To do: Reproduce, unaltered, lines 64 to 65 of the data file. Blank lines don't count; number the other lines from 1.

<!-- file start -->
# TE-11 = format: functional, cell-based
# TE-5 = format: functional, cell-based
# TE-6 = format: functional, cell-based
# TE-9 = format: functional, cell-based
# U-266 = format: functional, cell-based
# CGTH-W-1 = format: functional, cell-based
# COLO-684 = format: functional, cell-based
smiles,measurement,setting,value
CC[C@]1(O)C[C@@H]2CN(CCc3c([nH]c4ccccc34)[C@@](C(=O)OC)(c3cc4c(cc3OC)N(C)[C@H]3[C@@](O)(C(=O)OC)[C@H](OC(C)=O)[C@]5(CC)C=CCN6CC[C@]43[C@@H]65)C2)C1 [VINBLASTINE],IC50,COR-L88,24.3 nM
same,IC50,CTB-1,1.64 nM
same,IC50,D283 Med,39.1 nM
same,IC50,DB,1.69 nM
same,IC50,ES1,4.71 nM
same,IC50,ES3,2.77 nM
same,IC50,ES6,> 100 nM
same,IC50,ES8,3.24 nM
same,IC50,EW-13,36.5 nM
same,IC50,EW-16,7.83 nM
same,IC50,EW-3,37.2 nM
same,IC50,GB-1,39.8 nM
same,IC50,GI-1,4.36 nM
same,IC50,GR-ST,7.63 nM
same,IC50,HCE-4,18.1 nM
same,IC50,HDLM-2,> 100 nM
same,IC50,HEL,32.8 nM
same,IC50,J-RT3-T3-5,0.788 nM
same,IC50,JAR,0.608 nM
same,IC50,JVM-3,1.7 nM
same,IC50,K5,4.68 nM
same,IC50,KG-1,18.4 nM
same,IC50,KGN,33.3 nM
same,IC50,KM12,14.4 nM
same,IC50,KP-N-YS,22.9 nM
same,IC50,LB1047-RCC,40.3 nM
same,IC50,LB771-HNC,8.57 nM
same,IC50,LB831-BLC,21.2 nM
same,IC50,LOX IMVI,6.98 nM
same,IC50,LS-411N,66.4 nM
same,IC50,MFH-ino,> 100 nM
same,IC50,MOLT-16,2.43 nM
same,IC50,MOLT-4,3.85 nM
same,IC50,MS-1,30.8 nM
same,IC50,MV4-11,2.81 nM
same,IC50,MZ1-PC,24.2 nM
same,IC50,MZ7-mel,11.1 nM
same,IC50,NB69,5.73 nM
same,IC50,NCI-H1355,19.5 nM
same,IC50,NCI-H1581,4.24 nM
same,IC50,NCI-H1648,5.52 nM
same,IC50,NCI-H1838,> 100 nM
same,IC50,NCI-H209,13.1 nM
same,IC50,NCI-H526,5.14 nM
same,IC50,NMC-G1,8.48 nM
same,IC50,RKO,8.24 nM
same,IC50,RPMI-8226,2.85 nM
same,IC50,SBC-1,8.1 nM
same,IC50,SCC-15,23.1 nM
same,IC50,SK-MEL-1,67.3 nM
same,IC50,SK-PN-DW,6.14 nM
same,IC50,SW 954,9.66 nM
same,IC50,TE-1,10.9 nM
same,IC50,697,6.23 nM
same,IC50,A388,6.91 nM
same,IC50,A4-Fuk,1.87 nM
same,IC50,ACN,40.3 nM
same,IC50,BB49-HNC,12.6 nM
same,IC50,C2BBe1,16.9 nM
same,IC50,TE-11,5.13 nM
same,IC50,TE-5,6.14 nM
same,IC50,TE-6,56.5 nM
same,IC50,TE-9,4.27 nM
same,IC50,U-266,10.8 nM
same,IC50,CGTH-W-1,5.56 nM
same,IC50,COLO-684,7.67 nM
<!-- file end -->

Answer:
same,IC50,A4-Fuk,1.87 nM
same,IC50,ACN,40.3 nM